A recent study suggests that individualized and pre-packaged food changes the way families think about mealtime.
Could there be a link between the kind of meal eaten for dinner and the extent to which family members ate apart or together? The short answer is yes. To address this question, we matched the contents of dinner meals with each family member’s time and location at dinnertime. In 68 percent of the weekday dinners that were eaten at different times or in different rooms, family members ate meals made entirely or mostly of convenience foods or dishes brought home from a restaurant or take-out. In contrast, in 76 percent of weekday dinners eaten all together, family members ate meals prepared mainly with fresh ingredients.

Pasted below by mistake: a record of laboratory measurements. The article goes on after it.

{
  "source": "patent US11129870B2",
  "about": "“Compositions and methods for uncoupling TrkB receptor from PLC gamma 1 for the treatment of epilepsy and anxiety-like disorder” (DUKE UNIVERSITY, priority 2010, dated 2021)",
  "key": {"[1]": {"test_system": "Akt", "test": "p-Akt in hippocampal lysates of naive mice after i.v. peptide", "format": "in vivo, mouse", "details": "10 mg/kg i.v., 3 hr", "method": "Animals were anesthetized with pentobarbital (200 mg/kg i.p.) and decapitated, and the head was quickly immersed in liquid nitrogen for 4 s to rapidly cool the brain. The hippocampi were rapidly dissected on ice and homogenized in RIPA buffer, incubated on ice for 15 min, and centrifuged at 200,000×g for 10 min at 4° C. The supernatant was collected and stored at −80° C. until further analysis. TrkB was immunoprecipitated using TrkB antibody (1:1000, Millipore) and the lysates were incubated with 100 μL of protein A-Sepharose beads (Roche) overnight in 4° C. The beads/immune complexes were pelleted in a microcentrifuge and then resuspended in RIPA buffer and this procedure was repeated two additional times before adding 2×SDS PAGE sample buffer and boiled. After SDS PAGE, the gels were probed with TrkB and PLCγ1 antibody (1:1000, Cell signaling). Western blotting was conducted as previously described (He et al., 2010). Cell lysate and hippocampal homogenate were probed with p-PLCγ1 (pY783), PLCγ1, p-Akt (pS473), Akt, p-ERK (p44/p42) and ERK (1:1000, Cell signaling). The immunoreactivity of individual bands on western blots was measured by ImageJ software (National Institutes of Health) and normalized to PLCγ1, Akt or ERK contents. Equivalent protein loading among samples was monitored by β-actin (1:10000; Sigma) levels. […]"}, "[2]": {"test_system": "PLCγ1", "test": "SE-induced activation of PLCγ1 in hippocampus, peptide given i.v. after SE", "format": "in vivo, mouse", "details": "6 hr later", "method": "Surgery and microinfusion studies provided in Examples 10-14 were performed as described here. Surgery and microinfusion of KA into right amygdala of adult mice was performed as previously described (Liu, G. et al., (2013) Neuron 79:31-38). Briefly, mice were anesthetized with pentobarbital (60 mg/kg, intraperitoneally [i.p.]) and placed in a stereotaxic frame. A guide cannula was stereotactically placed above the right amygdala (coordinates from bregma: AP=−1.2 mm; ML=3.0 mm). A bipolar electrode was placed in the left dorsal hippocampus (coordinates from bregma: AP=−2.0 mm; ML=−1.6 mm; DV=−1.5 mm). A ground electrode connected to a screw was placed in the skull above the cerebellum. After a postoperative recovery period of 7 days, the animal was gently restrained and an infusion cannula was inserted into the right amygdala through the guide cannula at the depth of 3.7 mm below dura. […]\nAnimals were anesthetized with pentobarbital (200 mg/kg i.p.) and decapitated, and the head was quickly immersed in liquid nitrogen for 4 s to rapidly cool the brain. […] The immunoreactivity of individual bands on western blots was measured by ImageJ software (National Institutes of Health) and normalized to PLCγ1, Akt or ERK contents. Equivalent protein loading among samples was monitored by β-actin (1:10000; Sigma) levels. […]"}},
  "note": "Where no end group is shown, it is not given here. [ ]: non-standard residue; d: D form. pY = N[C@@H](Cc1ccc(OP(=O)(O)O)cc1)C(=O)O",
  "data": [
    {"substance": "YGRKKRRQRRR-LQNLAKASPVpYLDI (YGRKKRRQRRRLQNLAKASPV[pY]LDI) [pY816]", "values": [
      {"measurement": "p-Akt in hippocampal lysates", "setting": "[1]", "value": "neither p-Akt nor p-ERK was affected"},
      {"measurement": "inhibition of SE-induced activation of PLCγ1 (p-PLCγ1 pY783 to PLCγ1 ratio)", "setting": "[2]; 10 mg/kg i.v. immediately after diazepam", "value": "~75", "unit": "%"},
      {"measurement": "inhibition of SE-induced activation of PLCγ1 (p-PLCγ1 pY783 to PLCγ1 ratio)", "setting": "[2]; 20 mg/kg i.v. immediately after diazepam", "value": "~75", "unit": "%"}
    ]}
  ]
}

Although heavy reliance on convenience foods does not predict a scattering of family members at dinnertime, their individual packaging and low-skill (but not significantly less time-consuming) preparation may encourage family members to eat at different times and places, even when the whole family is at home. The expectation that individual-sized convenience foods can be heated up and eaten apart by a family member whenever or wherever was apparent late on a Sunday afternoon in the Marsden household. Thirteen-year-old Darrin asked his mom to heat up his convenience meal right away for him to eat. When his mother, Susan, countered that she wanted him to eat his “special dinner” together with the family, Darrin was bewildered.
All this, of course, simply begs another question: are family meals important? Well, are they?